That’s what Garett Tujague remembered hearing everywhere he went his first few seasons coaching Virginia’s offensive line. From fans. From the media. From his fellow coaches.
“For years — ‘Fix it.’ People walking by saying, ‘Fix it,’” Tujague said after football practice Tuesday. “We’re close, I think, but it’s time. It’s been long enough.”
Of course, like many things in the UVa football program when Tujague followed Bronco Mendenhall to Charlottesville before the 2016 season, there was no quick fix.
The offensive line he inherited was inexperienced, undersized and lacked depth. Just two seasons ago, the Cavaliers’ staff had to design an offense that essentially ran away from the line’s deficiencies, rolling out star quarterback Bryce Perkins, creating a mobile pocket because the line couldn’t hold up establishing a traditional one.
“We were trying to find ways to get him away from the weaknesses,” recalled Tujague. “But you can only hide so many things.”
There’s nothing to hide this spring as Tujague returns the same starting five that UVa played in its final three games last season.
That group — Olu Oluwatimi at center, Chris Glaser and Joe Bissinger at guard and Ryan Nelson and Ryan Swoboda at tackle — have combined for 109 career starts, led by Nelson’s 37 and Glaser’s 32.
Oluwatimi, Glaser, Nelson and Swoboda are seniors, Bissinger a junior.
Add in senior tackle Bobby Haskins, who made 13 starts in 2019, and UVa has the most experienced offensive line since Mendenhall took over the program.
“We have a lot of continuity,” said Oluwatimi. “It’s helpful for the QBs, helpful for the running backs, helpful for the whole for the offense. It just gives (the coaches) confidence to rely on us as a unit. … We have a chance to be the best unit in the country, honestly. We have that confidence and we have that swagger.”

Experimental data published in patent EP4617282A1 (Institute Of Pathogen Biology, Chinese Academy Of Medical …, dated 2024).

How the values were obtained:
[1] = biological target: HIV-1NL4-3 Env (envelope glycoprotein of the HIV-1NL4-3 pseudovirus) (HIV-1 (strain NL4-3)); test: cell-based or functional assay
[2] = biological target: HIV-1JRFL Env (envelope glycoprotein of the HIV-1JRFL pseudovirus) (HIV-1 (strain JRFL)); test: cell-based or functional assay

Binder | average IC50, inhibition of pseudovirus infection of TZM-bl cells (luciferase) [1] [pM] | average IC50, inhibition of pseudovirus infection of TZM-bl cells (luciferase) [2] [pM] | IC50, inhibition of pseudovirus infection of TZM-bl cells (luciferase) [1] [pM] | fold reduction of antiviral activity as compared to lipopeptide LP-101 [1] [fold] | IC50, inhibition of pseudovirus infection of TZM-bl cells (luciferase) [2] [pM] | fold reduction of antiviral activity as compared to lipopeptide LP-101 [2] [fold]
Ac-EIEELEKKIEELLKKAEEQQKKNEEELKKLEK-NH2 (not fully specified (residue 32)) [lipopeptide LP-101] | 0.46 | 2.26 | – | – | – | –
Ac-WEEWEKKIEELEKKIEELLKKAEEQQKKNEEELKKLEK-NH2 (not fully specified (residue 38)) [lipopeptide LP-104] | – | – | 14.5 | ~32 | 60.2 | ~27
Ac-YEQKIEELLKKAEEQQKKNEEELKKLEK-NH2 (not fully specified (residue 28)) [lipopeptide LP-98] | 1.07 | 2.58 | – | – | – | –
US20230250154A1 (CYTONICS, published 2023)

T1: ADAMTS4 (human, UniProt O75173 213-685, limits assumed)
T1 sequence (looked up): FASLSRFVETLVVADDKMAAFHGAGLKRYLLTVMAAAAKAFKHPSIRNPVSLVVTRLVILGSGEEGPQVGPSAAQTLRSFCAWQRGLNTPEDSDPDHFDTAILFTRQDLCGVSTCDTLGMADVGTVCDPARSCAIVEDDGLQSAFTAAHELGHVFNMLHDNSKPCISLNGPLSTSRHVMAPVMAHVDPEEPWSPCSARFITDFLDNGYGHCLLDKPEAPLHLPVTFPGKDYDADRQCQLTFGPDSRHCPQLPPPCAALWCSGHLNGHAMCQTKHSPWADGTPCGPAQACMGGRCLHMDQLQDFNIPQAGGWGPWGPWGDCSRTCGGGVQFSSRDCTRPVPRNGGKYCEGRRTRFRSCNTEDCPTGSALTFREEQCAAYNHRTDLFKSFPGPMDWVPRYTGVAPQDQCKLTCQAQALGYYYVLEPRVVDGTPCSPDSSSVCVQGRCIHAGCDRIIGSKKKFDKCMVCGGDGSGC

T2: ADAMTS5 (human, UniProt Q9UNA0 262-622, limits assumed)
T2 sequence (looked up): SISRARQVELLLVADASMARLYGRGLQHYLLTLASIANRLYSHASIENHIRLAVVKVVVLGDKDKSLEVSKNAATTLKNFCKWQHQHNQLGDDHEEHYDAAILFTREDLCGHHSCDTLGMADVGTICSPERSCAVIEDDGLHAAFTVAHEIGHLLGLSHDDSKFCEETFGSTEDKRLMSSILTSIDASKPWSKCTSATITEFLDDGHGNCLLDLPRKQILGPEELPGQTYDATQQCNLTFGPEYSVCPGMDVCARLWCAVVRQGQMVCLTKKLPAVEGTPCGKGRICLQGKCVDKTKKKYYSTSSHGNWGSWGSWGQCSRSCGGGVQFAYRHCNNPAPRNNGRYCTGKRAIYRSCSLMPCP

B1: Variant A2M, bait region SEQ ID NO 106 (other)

That level of experience has allowed Tujague to coach his line at a higher level, and it’s made communication during games and practices more of a two-way flow.
“When they come to the sidelines, I’m getting feedback and answers like this,” said Tujague, snapping his fingers. “On Saturdays, they’re talking about it before I get a chance to even adjust it or address it.”
It’s a group Mendenhall hopes can shift Virginia’s running game away from one centered on quarterback runs and transition it to a more running back-driven attack. Deducting yardage lost to sacks, UVa has been led in rushing by a quarterback in each of the past three seasons.
In an effort to control games and time of possession while taking some hits off returning QB Brennan Armstrong, the Cavaliers hope that one of their backs — Wayne Taulapapa, Ronnie Walker and Mike Hollins are the obvious candidates — can become the running game’s workhorse in 2021.
The experience of the line means there’s no shortage of leadership coming from the offensive front this spring. And it comes in all forms and fashions, from the cerebral x’s and o’s pointers from Oluwatimi, to the vocal prodding from Glaser to the hype and energy from Haskins.
“It’s a group that knows we have to lead,” said Nelson. “We bring the juice everywhere we go. And we hold people accountable now. Instead of us being told, ‘Let’s go,’ it’s us telling everyone else, ‘Let’s go.’”
Off the field, the veteran nature of the offensive line group has altered the players’ relationship with Tujague, who Nelson affectionately referred to as “Uncle Tuj” as the two men swapped spots during a Zoom session with reporters on Tuesday.
“Relationships evolve as time goes on,” said Oluwatimi. “The way he treated me when I first got here, is different. On a one-on-one relationship basis, the talks have been different. … I can be personal with him. They’re not always about football. He’s kind of like a big brother or father figure.”
And he may be the man who’s finally fixed UVa’s offensive line.